Finding the Best Infant Car Seat

Find the best infant car seat.

When it comes to baby car seats, it might feel like you’ve got a million and one choices to make. So I’ve put together a little list with some help from the folks at Bandalou to get you started.

 

Start with the Basics:

You basically have three styles to choose from for your newborn: infant car seats, rear-facing convertible car seats or all-in-ones. All are considered safe, but let’s break down the differences between these three types of seats.

 

Infant Car Seats

These seats are the traditional ‘bucket’-style seats that only face the rear of your car. They’re the ones you see new moms everywhere lugging to and from coffee shops – and they generally fit babies well for the first year (especially wee newborns). They’ve got the added handy feature of easily clicking into and out of a base in your car and your stroller.

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Britax B-Safe 35 Elite 

Convertible Car Seats

These ones stay in your car and will last from newborn up to about 35 or 50 pounds and 32 to 35 inches tall (your child’s head should be 1” below the top of the seat). Since the American Academy of Pediatrics recommends children ride in rear-facing seats as long as possible, this style of car seat can save you from having to purchase another one as your baby grows.

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Britax Marathon Click Tight 

All-in-1 Car Seats

These are another type of seat that can change from rear-facing with a harness to forward-facing with a harness and then into a booster seat with the seatbelt. It’s important to make sure you check it out carefully when buying though, because some All-in-1 car seats are forward-facing only and that’s no bueno for babies.

Graco 4Ever All-in-One Convertible Car Seat
Graco 4Ever All-in-One Convertible Car Seat

Personally, I got an infant seat then moved to a rear facing convertible when my baby got too big to lug around. On the surface, the convertible seems like a great idea from the start because you skip the infant seat, but trying to move a sleeping infant in and out of the car seat tends to be a real pain in the butt. There’s something to be said for snapping a sleeping baby into a stroller system without disturbing them – especially in those early walking dead days. (Just try not to use your car seat as a sleeping place for your baby when you’re at home – it’s not recommended).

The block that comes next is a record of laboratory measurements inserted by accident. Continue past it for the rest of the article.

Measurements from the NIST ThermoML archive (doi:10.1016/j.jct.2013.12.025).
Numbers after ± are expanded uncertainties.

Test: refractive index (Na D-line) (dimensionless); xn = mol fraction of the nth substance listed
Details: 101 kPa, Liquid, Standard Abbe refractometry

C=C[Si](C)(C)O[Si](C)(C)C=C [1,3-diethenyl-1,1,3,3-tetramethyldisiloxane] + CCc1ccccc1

Extras

So this is where it can get overwhelming. As a new parent, the tendency may be to look for the fully-loaded Rolls Royce version of the baby car seat. But here are a few of the extra bells and whistles that may be worth springing for if you have couple of bucks to work with:

  • Extra side-impact protection. It’s nice to have a little extra cush in case you get jackknifed.
  • A height-adjustable headrest with an integrated harness guide. It’s nice to be able to adjust the headrest and harness together with one hand –rethreading a harness is a shitty job.
  • An anti-rebound bar at the foot of the seat. It helps to limit the amount of movement during a crash.
  • Load Leg. It improves stability and helps absorb some of the force from a crash.
  • A larger canopy. This one is a nice bonus for both in and out of the car to protect your kiddo from the elements and dirty stranger hands.
  • Belt Lock-Off. This is when you simply use your vehicle’s seat belt with the base and it snaps down to lock it down gorilla tight.

Find the best infant car seat with features like anti-rebound bars and load legs.

Safety & Usage Info

  • All new car seats on the market have to be tested and approved for the current safety standards (you’ll find the safety mark or stamp on the box) so don’t let slick salespeople tell you that you have to drop a fortune on a car seat if you really don’t have the budget – any car seat you buy new is safe.
  • When it comes to secondhand car seats, make sure you know the history. You don’t want any baggage here! So you’ll want to ensure they haven’t been involved in any accidents and aren’t a model that’s been recalled in the past. I wouldn’t recommend buying these out of the trunk of someone’s car – if you’re going to get it used, get it from someone you trust.